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  10. Manne Sjöstrand, Gert Helgesson, Stefan Eriksson & Niklas Juth (2013). Autonomy-Based Arguments Against Physician-Assisted Suicide and Euthanasia: A Critique. [REVIEW] Medicine, Health Care and Philosophy 16 (2):225-230.score: 240.0
    Respect for autonomy is typically considered a key reason for allowing physician assisted suicide and euthanasia. However, several recent papers have claimed this to be grounded in a misconception of the normative relevance of autonomy. It has been argued that autonomy is properly conceived of as a value, and that this makes assisted suicide as well as euthanasia wrong, since they destroy the autonomy of the patient. This paper evaluates this line of reasoning by investigating the (...)
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  11. Miles Little (1999). Assisted Suicide, Suffering and the Meaning of a Life. Theoretical Medicine and Bioethics 20 (3):287-298.score: 240.0
    The ethical problems surrounding voluntary assisted suicide remain formidable, and are unlikely to be resolved in pluralist societies. An examination of historical attitudes to suicide suggests that modernity has inherited a formidable complex of religious and moral attitudes to suicide, whether assisted or not. Advocates usually invoke the ending of intolerable suffering as one justification for euthanasia of this kind. This does not provide an adequate justification by itself, because there are (at least theoretically) methods (...)
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  12. Theo A. Boer (2007). Recurring Themes in the Debate About Euthanasia and Assisted Suicide. [REVIEW] Journal of Religious Ethics 35 (3):527 - 555.score: 240.0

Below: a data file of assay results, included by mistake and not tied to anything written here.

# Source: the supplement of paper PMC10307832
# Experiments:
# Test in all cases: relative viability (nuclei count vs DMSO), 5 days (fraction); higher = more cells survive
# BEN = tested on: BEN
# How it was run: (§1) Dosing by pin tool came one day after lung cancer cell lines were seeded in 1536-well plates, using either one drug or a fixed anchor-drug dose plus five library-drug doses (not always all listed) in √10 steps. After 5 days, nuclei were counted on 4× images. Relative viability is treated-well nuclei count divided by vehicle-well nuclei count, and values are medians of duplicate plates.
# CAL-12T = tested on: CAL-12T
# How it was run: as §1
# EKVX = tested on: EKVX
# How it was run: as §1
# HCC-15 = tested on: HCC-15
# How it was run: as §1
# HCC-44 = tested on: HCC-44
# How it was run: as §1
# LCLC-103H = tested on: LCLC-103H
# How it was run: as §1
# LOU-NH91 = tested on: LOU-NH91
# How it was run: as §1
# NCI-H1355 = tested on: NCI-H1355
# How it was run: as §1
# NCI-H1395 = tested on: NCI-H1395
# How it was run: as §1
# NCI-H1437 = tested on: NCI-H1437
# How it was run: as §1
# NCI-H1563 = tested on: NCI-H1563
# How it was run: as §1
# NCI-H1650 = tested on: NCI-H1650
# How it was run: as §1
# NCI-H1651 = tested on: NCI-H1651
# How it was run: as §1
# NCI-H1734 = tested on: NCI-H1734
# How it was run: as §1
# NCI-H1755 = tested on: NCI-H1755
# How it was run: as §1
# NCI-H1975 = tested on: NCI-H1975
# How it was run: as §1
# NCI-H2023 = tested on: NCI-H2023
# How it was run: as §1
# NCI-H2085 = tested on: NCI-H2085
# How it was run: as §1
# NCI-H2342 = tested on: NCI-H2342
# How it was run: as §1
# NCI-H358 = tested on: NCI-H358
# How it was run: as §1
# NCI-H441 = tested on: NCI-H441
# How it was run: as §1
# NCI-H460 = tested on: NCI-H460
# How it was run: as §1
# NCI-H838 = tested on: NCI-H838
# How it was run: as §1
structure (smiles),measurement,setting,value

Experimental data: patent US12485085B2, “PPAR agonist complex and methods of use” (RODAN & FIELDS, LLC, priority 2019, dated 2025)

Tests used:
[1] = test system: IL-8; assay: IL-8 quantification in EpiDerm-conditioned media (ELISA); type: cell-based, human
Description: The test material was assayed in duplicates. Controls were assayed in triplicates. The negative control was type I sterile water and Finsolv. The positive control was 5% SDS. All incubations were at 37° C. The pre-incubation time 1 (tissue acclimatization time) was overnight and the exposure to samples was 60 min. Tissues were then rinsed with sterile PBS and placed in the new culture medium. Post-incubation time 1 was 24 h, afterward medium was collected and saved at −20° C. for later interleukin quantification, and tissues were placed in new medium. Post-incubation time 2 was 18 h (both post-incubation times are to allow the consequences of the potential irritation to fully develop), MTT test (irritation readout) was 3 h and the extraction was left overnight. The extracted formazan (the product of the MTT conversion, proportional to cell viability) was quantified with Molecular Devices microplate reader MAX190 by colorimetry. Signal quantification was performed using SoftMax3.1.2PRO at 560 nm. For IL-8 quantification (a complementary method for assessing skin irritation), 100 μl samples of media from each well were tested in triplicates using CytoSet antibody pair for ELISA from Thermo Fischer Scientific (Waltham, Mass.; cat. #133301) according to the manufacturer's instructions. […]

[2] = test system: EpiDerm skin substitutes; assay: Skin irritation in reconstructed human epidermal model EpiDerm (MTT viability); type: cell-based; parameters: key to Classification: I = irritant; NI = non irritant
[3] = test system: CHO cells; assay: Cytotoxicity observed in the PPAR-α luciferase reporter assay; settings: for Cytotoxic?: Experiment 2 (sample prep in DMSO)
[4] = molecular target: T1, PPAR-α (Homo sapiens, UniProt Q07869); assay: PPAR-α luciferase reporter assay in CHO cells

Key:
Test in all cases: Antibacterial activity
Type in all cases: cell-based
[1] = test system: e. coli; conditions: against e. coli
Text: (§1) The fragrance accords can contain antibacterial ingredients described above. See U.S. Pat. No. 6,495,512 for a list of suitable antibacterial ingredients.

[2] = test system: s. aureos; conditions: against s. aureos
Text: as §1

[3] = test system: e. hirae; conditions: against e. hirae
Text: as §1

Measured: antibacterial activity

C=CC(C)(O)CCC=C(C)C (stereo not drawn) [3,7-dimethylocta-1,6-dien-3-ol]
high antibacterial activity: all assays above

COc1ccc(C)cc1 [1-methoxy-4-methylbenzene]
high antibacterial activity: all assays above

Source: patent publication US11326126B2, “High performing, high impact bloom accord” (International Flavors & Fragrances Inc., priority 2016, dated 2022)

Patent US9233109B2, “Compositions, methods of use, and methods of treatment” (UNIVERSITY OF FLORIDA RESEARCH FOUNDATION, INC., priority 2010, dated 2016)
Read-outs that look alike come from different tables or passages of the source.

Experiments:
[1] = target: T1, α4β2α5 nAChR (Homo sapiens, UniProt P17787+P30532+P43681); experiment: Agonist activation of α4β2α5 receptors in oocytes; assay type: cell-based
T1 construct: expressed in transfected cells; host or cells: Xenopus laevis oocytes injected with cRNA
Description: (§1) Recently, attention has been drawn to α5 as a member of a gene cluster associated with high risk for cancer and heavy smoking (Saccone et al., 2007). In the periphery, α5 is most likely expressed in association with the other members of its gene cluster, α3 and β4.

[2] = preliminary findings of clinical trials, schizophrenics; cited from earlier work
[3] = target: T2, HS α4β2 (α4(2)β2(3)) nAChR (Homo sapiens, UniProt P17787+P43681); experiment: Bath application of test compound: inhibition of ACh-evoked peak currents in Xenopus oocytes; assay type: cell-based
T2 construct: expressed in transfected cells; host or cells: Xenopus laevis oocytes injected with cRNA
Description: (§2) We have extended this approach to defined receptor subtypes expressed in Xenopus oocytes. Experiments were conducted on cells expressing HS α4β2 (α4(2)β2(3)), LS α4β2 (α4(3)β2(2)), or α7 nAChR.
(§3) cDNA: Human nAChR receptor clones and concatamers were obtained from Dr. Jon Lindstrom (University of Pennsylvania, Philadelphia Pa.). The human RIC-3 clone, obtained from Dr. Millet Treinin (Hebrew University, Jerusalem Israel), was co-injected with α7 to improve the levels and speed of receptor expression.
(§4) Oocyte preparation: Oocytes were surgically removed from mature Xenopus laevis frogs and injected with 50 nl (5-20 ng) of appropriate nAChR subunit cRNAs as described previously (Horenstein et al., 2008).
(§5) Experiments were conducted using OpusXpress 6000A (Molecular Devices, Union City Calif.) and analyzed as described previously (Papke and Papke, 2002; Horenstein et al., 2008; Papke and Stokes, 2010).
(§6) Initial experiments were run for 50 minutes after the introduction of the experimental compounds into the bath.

During the past four decades, the Netherlands played a leading role in the debate about euthanasia and assisted suicide. Despite the claim that other countries would soon follow the Dutch legalization of euthanasia, only Belgium and the American state of Oregon did. In many countries, intense discussions took place. This article discusses some major contributions to the discussion about euthanasia and assisted suicide as written by Nigel Biggar (2004), Arthur J. Dyck (2002), Neil M. Gorsuch (2006), (...)
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  13. Jukka Varelius (2013). Voluntary Euthanasia, Physician-Assisted Suicide, and the Right to Do Wrong. HEC Forum 25 (3):1-15.score: 240.0
    It has been argued that voluntary euthanasia (VE) and physician-assisted suicide (PAS) are morally wrong. Yet, a gravely suffering patient might insist that he has a moral right to the procedures even if they were morally wrong. There are also philosophers who maintain that an agent can have a moral right to do something that is morally wrong. In this article, I assess the view that a suffering patient can have a moral right to VE and PAS despite (...)